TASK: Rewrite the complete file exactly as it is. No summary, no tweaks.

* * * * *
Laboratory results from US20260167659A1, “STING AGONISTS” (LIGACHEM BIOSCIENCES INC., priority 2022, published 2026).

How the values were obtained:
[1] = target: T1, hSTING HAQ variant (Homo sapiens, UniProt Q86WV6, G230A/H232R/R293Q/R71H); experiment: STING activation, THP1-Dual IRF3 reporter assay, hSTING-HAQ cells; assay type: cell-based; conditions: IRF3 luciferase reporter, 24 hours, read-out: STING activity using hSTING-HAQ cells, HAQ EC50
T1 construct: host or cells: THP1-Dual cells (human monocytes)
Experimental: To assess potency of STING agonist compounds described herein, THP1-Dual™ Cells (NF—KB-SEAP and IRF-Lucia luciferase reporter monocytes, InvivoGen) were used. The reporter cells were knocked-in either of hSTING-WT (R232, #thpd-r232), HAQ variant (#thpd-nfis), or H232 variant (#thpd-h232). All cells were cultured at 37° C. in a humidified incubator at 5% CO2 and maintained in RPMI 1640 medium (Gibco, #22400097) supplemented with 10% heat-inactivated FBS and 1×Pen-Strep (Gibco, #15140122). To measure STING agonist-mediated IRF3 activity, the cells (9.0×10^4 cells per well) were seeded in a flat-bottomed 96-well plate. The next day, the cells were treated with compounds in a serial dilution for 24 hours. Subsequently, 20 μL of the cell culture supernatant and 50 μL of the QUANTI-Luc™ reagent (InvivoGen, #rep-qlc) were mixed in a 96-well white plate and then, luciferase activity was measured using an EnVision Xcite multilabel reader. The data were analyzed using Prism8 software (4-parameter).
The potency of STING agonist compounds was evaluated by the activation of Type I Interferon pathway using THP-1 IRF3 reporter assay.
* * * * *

Laboratory results from US20260167659A1, “STING AGONISTS” (LIGACHEM BIOSCIENCES INC., priority 2022, published 2026).

How the values were obtained:
[1] = target: T1, hSTING HAQ variant (Homo sapiens, UniProt Q86WV6, G230A/H232R/R293Q/R71H); experiment: STING activation, THP1-Dual IRF3 reporter assay, hSTING-HAQ cells; assay type: cell-based; conditions: IRF3 luciferase reporter, 24 hours, read-out: STING activity using hSTING-HAQ cells, HAQ EC50
T1 construct: host or cells: THP1-Dual cells (human monocytes)
Experimental: To assess potency of STING agonist compounds described herein, THP1-Dual™ Cells (NF—KB-SEAP and IRF-Lucia luciferase reporter monocytes, InvivoGen) were used. The reporter cells were knocked-in either of hSTING-WT (R232, #thpd-r232), HAQ variant (#thpd-nfis), or H232 variant (#thpd-h232). All cells were cultured at 37° C. in a humidified incubator at 5% CO2 and maintained in RPMI 1640 medium (Gibco, #22400097) supplemented with 10% heat-inactivated FBS and 1×Pen-Strep (Gibco, #15140122). To measure STING agonist-mediated IRF3 activity, the cells (9.0×10^4 cells per well) were seeded in a flat-bottomed 96-well plate. The next day, the cells were treated with compounds in a serial dilution for 24 hours. Subsequently, 20 μL of the cell culture supernatant and 50 μL of the QUANTI-Luc™ reagent (InvivoGen, #rep-qlc) were mixed in a 96-well white plate and then, luciferase activity was measured using an EnVision Xcite multilabel reader. The data were analyzed using Prism8 software (4-parameter).
The potency of STING agonist compounds was evaluated by the activation of Type I Interferon pathway using THP-1 IRF3 reporter assay.